Amen to that! Namaste, Maxime email: Maxime@WriteMe.com VM & SMS: 1-347-370-9388 ________________________________ From: badblokebob
            Message 5 of 8 , Sep 2, 2010
            • 0 Attachment
              Amen to that!
              Namaste,
              Maxime
              email: Maxime@...
              VM & SMS: 1-347-370-9388




              ________________________________
              From: badblokebob <richard@...>
              To: torchwood@yahoogroups.com
              Sent: Sun, August 29, 2010 9:50:37 AM
              Subject: [torchwood] Re: Russel T Davies & CoE


              Hear hear!

              CoE wasn't just Torchwood's best story, or one of the best series on last year,
              or one of the best SF/F miniseries ever -- I think it was flat out one of the
              best miniseries I've ever seen, able to stand toe-to-toe with intelligent,
              adult, 'proper' drama like State of Play or Edge of Darkness or [countless other
              examples]. I hope it's remembered that way by the general consensus of TV
              history, because it deserves to be.

              Second point, as well: it was a huge hit. Not just "as well as expected", or
              "quite popular" -- here in the UK at least, it smashed the BBC's expectations
              for what a 5-episode drama shown all in one week during the Summer could do
              ratings-wise. People made a big fuss of Sherlock's success this year, but
              Torchwood more or less did that first. Other series shown in the same way
              (Criminal Justice, for example) didn't do so well, so it's not just a fluke of
              the schedule -- people (ordinary people) wanted to watch it.

              And they stuck with it to the end, too. Ratings fluctuated a bit, of course,
              because that's what ratings do, but they were pretty stable. Most non-fans don't
              stick with a series if they don't like it or think it's too dark or what have
              you, so clearly it was being appreciated by all those millions who tuned in.

              I actually think it's a minority, and mainly a minority among parts of fandom,
              who think CoE was a Torchwood-ruining travesty. I think the wider consensus
              would be that, if anything, it finally realised Torchwood's potential as a
              concept.

              (Mini-rant over, sorry!)

              --- In torchwood@yahoogroups.com, "gilbeymichael11" <gilbeymichael11@...> wrote:
              >
              > Many have been critical of Davies for some of the things we saw in CoE but if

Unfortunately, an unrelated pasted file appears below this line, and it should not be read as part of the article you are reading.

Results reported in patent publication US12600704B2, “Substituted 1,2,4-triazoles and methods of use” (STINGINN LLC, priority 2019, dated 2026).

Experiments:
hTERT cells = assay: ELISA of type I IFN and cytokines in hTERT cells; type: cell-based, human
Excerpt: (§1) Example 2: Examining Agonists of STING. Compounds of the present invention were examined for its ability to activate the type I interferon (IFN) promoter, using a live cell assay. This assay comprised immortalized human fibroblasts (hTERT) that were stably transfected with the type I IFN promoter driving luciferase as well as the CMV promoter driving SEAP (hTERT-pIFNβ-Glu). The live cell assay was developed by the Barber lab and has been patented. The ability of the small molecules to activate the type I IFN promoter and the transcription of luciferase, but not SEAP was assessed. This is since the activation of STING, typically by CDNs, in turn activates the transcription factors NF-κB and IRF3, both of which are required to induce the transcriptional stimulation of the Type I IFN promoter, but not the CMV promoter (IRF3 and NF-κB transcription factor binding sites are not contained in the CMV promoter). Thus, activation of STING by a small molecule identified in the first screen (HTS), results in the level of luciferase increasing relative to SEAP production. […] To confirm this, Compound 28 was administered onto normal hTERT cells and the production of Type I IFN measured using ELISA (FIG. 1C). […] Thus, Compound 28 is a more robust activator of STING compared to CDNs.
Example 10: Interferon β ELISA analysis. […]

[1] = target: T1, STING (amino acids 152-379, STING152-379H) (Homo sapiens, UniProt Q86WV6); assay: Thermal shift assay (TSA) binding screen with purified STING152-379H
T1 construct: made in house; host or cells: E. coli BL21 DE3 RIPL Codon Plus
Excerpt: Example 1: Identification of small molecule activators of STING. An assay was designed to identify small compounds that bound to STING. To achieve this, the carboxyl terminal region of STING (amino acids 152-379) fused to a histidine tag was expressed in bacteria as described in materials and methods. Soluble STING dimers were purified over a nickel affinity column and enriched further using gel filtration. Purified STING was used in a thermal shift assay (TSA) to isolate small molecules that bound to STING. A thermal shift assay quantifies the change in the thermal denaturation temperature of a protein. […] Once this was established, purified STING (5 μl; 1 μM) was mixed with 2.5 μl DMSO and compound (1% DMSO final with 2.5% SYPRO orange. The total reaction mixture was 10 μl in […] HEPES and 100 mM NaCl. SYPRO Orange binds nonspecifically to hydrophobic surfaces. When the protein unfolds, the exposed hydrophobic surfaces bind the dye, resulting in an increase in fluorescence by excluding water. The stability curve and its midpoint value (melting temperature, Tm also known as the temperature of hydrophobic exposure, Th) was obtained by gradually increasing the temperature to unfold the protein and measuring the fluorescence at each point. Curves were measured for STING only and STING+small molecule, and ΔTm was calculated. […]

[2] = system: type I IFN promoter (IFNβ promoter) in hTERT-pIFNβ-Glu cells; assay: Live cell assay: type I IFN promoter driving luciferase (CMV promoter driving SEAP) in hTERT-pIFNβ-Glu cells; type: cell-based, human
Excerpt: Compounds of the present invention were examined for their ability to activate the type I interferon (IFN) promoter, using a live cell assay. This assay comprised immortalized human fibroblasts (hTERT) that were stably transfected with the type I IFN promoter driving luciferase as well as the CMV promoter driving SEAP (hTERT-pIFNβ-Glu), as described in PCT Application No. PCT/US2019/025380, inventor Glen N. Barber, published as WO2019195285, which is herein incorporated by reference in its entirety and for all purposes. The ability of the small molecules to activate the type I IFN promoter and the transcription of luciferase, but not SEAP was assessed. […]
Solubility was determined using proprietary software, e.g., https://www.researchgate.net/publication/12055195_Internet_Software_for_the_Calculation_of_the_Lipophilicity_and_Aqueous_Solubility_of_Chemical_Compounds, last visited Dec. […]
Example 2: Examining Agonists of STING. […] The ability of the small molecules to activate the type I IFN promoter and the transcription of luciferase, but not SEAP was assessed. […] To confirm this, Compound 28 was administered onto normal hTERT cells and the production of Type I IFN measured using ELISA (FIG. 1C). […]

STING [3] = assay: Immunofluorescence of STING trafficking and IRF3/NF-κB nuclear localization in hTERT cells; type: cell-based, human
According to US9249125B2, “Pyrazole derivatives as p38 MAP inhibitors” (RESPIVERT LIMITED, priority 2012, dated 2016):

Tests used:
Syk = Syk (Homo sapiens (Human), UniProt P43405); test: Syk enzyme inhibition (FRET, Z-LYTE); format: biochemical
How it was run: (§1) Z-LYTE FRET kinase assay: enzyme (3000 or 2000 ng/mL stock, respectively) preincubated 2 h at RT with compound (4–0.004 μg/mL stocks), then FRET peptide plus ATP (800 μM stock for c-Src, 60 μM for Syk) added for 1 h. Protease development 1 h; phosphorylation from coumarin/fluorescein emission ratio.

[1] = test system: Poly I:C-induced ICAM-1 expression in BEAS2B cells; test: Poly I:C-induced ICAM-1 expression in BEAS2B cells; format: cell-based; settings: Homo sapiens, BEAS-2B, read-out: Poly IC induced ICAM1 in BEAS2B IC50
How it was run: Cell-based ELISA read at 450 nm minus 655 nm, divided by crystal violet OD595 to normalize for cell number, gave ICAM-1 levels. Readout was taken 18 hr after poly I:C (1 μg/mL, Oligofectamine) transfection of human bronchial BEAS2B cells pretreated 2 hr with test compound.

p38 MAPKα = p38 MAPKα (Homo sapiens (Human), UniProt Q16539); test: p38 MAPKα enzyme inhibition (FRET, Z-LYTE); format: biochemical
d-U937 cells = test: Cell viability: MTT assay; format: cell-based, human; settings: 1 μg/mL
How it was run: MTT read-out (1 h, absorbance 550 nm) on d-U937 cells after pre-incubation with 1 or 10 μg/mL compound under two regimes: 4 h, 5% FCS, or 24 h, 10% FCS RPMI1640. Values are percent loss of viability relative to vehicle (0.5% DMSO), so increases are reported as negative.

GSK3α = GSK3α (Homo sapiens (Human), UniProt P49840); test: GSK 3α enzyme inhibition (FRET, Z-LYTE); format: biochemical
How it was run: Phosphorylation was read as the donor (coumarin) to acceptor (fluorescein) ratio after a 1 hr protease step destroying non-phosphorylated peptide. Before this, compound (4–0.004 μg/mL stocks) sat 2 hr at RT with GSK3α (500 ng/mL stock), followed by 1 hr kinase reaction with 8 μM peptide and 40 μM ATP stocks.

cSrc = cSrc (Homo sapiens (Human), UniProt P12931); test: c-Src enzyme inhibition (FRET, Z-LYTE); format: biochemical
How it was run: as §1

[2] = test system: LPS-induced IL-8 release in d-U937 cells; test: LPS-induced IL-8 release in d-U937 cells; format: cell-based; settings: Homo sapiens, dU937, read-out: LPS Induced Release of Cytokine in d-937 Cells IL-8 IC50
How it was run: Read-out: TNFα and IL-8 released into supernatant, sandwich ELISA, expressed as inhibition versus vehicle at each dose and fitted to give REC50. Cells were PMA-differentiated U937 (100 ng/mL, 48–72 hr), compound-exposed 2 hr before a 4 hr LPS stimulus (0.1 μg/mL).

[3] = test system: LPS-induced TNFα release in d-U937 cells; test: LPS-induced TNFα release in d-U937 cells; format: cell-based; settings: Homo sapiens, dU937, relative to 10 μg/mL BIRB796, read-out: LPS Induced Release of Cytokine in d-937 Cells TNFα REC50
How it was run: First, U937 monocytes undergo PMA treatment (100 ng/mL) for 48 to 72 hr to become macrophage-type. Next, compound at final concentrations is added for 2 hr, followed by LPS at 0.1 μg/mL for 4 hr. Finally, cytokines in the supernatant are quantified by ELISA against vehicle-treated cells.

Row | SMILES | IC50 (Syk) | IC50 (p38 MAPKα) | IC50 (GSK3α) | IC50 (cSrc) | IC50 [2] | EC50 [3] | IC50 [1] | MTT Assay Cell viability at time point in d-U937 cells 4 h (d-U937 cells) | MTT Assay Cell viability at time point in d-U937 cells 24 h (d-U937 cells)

>he had made it any different to the way he did I'm not sure we would have a 4th
              >series to look foward to. If a programme is to be a success you have to be bold
              >and do things totally unexpected in order to get your audience's attention, even
              >if some of those things are not approved of by some of the viewers. If CoE had
              >a more predictable plot with the usual fairy tale ending then it would not have
              >had the interest it did and we would probably have seen the last of it. The
              >reason many TV shows fail, particularly American shows, is due to lack of
              >imagination and audience involvement. Only the great shows can rise above being
              >just mass entertainment and I would now number Torchwood among these shows.
              >




              [Non-text portions of this message have been removed]
            • gilbeymichael11
              I know what you mean. One example of a great movie with a dark ending is The Boy In The Striped Pyjamas. I just was not prepared for such a shocking
              Message 6 of 8 , Sep 2, 2010
              • 0 Attachment
                I know what you mean. One example of a great movie with a dark ending is The Boy In The Striped Pyjamas. I just was not prepared for such a shocking conclusion the first time I saw it but I could appreciate it the second time although it was some time before I could watch it again. I saw this and CoE the same year and they are both very similar in their own way. Coming to terms with death in films and TV, particularly when the person who dies is so young, is something I've always had a problem with but sometimes even in fantasy shows we need to be reminded that life can be cruel and does not always turn out as we would like.

                --- In torchwood@yahoogroups.com, "sem" <catz@...> wrote:
                >
                > Not critical at all. Finding CoE difficult to watch doesn't make it bad TV.
                > Some of the best movies I've seen are truly wonderful but I haven't been